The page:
3. (optional) Finally, we export our CA certificate in PKCS12 format - this will allow Windows users to import the PKCS12 certificate into their Trusted Root Store, so they don't get warning messages every time they use one of our certificates. From the OpenSSL FAQ:

    12. How do I install a CA certificate into a browser?

    The usual way is to send the DER encoded certificate to the browser as MIME type application/x-x509-ca-cert, for example by clicking on an appropriate link. On MSIE certain extensions such as .der or .cacert may also work, or you can import the certificate using the certificate import wizard.

    You can convert a certificate to DER form using the command:

    openssl x509 -in ca.pem -outform DER -out ca.der

    Occasionally someone* suggests using a command such as:

    openssl pkcs12 -export -out cacert.p12 -in cacert.pem -inkey cakey.pem

    DO NOT DO THIS! This command will give away your CAs private key and reduces its security to zero: allowing anyone to forge certificates in whatever name they choose.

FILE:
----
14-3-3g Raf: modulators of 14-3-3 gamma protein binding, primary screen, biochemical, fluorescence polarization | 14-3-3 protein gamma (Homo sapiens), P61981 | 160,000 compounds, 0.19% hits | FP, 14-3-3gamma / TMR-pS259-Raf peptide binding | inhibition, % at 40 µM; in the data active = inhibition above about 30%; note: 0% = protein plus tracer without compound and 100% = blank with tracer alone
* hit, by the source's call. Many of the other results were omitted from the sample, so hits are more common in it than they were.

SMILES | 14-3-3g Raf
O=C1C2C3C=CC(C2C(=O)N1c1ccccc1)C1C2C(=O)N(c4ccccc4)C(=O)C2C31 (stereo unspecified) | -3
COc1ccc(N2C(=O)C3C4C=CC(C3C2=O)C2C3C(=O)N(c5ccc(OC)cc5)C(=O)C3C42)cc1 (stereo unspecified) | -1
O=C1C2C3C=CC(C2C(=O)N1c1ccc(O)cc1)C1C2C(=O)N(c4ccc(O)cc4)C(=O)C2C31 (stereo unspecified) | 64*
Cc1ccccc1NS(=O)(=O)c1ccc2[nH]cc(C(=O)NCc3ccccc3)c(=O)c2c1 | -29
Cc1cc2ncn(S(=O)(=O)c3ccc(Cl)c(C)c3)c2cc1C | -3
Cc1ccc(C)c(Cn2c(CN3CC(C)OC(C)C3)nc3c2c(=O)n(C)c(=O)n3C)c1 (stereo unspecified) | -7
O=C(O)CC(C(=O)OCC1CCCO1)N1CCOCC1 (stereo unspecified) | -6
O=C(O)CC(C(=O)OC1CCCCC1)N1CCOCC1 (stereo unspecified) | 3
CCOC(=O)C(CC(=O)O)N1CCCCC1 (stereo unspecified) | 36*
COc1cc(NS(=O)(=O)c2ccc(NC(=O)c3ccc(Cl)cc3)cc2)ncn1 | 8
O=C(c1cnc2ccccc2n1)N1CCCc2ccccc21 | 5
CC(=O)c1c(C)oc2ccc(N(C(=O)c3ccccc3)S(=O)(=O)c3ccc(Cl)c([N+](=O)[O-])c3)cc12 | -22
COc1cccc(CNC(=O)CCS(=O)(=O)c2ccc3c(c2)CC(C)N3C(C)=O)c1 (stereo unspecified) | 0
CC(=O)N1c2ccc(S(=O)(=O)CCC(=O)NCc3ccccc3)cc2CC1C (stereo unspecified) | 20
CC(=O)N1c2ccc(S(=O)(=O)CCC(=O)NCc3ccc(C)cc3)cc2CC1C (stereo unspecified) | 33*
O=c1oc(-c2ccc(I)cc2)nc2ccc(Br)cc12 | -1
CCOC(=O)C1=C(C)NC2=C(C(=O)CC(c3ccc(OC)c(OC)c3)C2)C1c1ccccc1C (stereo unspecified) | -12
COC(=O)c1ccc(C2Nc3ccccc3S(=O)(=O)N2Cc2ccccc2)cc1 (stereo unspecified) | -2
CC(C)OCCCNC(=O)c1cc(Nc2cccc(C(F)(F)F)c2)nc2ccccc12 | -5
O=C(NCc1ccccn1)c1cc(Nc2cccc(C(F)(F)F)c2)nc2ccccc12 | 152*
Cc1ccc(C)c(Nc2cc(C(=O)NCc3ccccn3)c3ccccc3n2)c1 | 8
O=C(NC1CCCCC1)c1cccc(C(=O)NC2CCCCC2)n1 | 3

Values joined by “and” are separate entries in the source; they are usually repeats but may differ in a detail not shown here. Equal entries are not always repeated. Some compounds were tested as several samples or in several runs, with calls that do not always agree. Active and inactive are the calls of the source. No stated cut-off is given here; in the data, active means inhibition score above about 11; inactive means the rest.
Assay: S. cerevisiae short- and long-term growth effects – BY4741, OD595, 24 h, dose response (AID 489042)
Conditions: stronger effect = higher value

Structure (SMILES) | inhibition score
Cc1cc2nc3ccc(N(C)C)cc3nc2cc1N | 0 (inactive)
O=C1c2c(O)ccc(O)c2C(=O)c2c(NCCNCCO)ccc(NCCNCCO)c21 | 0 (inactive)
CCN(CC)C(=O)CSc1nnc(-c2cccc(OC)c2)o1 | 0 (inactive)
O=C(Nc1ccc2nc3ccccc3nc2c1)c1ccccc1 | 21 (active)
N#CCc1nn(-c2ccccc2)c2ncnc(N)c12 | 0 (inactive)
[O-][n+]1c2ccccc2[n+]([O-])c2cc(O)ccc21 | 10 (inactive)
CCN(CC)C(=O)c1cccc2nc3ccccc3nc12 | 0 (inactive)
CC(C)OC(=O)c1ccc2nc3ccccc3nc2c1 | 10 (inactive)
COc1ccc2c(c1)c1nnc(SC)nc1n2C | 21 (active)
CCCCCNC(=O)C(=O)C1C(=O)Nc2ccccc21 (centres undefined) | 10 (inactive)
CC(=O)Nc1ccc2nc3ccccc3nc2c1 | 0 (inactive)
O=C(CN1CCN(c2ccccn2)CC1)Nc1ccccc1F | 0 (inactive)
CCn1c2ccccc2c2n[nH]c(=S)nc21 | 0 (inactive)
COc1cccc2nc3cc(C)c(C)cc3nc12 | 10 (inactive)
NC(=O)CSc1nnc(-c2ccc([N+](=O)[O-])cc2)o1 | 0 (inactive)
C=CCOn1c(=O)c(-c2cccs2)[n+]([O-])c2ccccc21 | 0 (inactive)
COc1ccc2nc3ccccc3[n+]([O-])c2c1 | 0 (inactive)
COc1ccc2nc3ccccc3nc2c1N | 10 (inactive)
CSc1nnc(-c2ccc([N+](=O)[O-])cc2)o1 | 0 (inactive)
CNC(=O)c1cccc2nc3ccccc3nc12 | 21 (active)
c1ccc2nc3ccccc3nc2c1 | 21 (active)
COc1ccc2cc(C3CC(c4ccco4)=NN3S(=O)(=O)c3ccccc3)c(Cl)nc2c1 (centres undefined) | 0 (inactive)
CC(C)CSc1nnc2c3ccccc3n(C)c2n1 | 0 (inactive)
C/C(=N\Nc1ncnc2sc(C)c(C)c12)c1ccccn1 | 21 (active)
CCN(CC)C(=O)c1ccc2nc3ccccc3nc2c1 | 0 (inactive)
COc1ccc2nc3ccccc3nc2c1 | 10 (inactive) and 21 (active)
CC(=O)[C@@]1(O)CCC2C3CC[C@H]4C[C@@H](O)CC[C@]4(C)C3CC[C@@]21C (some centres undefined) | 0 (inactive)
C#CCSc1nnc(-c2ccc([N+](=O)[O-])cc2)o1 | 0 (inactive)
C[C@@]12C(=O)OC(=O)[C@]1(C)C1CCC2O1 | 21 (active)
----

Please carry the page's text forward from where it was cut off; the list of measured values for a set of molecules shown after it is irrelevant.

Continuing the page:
* Guilty as charged - sorry! This guide originally recommended the insecure method warned about above. Thanks to Baahl for pointing out the error and Marco Fagiolini for the correct method.

Create an IIS Certificate Request

This is described in detail elsewhere on the web - see Microsoft Knowledge Base Article Q228821. You should end up with a file called certreq.txt.

Sign the Certificate Request

  1. Copy the certreq.txt file into c:\ssl\requests
  2. Sign the request
    C:\ssl>openssl ca -policy policy_anything -config openssl.conf -cert certs/ca.cer -in requests/certreq.txt -keyfile keys/ca.key -days 360 -out certs/iis.cer